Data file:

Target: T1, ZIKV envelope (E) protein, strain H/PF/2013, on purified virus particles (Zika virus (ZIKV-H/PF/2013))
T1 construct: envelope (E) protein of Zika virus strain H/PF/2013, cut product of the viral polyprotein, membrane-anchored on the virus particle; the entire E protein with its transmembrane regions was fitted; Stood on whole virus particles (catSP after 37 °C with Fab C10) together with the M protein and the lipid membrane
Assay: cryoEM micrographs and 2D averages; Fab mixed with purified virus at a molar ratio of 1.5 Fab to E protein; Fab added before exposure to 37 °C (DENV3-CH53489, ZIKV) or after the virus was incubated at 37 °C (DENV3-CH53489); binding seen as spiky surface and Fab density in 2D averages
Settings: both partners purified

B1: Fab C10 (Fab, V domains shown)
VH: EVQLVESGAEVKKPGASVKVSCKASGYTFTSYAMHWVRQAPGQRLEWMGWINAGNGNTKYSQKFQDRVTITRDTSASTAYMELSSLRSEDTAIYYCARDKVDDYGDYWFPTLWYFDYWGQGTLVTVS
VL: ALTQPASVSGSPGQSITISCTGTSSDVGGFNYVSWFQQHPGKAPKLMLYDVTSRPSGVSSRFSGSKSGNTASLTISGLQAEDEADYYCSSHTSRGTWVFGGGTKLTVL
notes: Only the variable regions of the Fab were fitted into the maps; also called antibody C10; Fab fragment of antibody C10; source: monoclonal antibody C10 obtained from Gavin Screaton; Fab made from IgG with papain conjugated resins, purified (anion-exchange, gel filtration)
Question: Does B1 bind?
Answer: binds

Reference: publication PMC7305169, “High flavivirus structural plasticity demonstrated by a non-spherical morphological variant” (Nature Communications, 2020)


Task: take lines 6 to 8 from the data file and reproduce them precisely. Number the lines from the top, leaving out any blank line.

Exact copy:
VH: EVQLVESGAEVKKPGASVKVSCKASGYTFTSYAMHWVRQAPGQRLEWMGWINAGNGNTKYSQKFQDRVTITRDTSASTAYMELSSLRSEDTAIYYCARDKVDDYGDYWFPTLWYFDYWGQGTLVTVS
VL: ALTQPASVSGSPGQSITISCTGTSSDVGGFNYVSWFQQHPGKAPKLMLYDVTSRPSGVSSRFSGSKSGNTASLTISGLQAEDEADYYCSSHTSRGTWVFGGGTKLTVL
notes: Only the variable regions of the Fab were fitted into the maps; also called antibody C10; Fab fragment of antibody C10; source: monoclonal antibody C10 obtained from Gavin Screaton; Fab made from IgG with papain conjugated resins, purified (anion-exchange, gel filtration)